Ritzy town of Palm Beach faces fight to deport Mexican illegal; fmr Apple, Pepsi CEO takes on the cause

The former CEO of Pepsi Co. and Apple has taken to social media to fight against the deportation of a prominent Florida restaurant manager.

Francisco Javier Gonzalez, the manager of the Palm Beach landmark Pizza Al Fresco, is facing the prospect of being deported under President Donald Trump’s immigration policy, the Palm Beach Post reported.

And John Sculley, and his wife Diane, are using their Twitter account to rally support for him.

Mexican born Gonzalez, who has been in America since he was 15-years-old, is scheduled to check in with Immigration and Customs Enforcement on Friday, which could see him being deported, according to the Post.

As of Tuesday the petition to stop Gonzalez’s deportation, shared by Sculley, had gained more than 5,000 signatures.

The petition was created by Gonzalez’s attorney Richard Hujber, who contended that deporting Gonzalez would mean his wife and three children would go with him to Mexico.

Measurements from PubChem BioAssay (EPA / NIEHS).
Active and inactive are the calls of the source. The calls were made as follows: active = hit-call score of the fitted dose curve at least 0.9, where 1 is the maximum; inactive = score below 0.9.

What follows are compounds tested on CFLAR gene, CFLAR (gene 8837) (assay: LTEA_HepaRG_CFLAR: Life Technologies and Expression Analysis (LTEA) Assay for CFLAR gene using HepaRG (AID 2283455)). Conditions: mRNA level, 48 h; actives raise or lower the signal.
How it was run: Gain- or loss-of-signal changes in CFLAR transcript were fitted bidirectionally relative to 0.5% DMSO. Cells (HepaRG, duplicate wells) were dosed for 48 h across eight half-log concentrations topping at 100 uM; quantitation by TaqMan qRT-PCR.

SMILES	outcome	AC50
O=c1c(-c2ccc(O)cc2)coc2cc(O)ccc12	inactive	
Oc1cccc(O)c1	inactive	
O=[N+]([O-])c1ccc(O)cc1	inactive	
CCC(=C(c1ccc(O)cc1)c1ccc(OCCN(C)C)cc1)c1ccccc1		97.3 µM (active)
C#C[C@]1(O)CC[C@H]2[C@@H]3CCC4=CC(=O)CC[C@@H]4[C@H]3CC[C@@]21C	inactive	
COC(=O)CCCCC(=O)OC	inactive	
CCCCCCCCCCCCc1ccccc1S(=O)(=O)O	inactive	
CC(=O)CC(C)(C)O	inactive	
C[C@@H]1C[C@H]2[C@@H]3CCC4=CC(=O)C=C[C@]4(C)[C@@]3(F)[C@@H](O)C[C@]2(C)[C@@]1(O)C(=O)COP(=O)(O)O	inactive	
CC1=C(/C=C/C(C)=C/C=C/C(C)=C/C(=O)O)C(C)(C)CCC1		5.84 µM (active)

Prominent Palm Beach attorney Bruce McAllister sent an email to the ton council asking them to help Gonzalez.

“I implore the Mayor and Town Council to take all practical measures possible to influence your most prominent resident to protect this good man and his family from the sort of blind, bureaucratic action that often follows ill-considered or awkwardly worded policies,” he wrote.

Gonzalez came to America when he was 15 with, what he believed was, a valid Visa. But after visiting relatives in Mexico he was informed that his visa was not valid and that he was being deported and told not to return for five years, the Post reported.

He defied those orders and came back illegally.

But now his original deportation might come back to haunt him.

“Francisco Javier Gonzalez was removed from the country 0n December 14, 2001 and subsequently re-entered the country illegally,” Immigration and Customs Enforcement wrote in an email statement. “As Secretary Kelly has made clear, ICE will no longer exempt classes or categories of removable aliens from potential enforcement. All of those in violation of the immigration laws may be subject to immigration arrest, detention and, if found removable by final order, removal from the United States.”

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Carmine Sabia


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